If lie detectors are really thought necessary, then the sprit of sport is surely dead. I await the outcry of honourable men.

July 17, 2011

Sous les Feuilles

The art of lying on the grass, of dispensing with knife and fork, of making yourself generally useful – with the air of one accustomed to be generally useless, – is not to be mastered in an afternoon. As it is held a special compliment to a man’s manners and intellectual gifts, to ask him to breakfast, so it should be high flattery to bid him be merry in good company under the greenwood tree. Let the candid reader admit, however, that there is vast room for improvement in the art of dining with nothing between you and the pendent caterpillar. (The Epicure’s Year Book for 1869).
No larger feast than under plane or pine,
With neighbours laid along the grass, to take
Only such cups as left us friendly-warm,
Affirming each his own philosophy –
Nothing to  mar the sober majesties
Of settled, sweet, Epicurean life.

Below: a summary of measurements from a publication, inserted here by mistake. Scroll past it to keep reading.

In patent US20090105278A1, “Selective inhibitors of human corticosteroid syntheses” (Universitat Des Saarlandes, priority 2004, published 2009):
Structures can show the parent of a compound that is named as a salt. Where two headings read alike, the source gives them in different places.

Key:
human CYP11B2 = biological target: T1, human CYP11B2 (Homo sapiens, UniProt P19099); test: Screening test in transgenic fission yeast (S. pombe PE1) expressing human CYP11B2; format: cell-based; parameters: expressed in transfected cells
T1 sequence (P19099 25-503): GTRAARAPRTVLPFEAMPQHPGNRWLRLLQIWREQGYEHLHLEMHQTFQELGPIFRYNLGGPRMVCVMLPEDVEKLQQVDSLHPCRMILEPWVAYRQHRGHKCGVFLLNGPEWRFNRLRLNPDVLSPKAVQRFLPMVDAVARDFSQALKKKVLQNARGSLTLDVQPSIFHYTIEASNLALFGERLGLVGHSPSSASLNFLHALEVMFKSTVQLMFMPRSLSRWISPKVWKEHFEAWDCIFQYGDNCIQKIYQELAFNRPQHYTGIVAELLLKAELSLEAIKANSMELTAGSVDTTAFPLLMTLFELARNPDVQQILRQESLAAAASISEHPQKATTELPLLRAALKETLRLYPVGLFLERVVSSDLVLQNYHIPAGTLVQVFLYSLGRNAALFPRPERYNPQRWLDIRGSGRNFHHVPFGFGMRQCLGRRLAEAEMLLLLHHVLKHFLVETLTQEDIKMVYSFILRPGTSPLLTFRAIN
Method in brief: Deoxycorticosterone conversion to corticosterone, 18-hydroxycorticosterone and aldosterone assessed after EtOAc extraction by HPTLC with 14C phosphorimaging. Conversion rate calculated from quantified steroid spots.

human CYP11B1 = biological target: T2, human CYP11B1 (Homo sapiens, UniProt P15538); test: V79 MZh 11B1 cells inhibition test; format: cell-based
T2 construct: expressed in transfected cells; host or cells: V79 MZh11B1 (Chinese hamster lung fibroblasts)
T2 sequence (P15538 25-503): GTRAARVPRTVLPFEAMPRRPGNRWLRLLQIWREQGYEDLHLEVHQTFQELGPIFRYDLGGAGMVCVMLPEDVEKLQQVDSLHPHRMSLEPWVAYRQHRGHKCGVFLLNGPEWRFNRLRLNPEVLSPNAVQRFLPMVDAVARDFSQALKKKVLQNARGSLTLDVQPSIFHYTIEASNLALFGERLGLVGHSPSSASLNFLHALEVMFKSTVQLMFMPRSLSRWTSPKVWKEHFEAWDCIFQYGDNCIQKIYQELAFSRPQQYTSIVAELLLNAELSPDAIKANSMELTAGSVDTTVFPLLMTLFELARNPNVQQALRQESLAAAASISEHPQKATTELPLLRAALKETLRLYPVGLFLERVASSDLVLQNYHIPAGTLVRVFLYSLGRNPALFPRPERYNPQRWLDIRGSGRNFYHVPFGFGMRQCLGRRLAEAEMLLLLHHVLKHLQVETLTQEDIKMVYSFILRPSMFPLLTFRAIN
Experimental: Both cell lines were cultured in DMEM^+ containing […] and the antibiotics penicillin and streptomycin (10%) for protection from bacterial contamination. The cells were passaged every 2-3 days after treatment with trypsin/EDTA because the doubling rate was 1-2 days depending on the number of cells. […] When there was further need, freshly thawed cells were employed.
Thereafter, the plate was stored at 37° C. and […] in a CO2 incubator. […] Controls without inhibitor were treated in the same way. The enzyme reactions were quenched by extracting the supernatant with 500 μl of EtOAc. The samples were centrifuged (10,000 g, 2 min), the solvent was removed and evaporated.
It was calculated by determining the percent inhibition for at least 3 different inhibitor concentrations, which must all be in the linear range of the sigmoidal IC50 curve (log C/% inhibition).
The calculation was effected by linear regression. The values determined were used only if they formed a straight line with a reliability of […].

(Tennyson, Lucretius, 1868).
Somewhere in between the ideal and the awkward lies the picnic reality. But let not the peripatetic formicidae put you off. Inspired by Lily Lemontree a little while ago, Mrs. VB and I sprawled ourselves out on the lawn in front of Schloss Schönhausen – a quiet little seventeenth-century palace that has recently been restored – and partook of brie, grapes, black German bread, Leberwurst, and Riesling.

I had planned to read aloud for the afternoon, but the book remained unopened. Not long into the affair we spotted a jogging philosopher friend who I had not seen in several years. Seeing our horizontal civility as eminently preferential to his unseemly Sabbatical activity, he trotted over, caught his breath, and chewed the fat for an hour or more. This is the kind of thing that happens in Berlin. We soon set the world to rights, and made a dinner date for next month, to resume a conversation about my next book, in which he has a keen interest.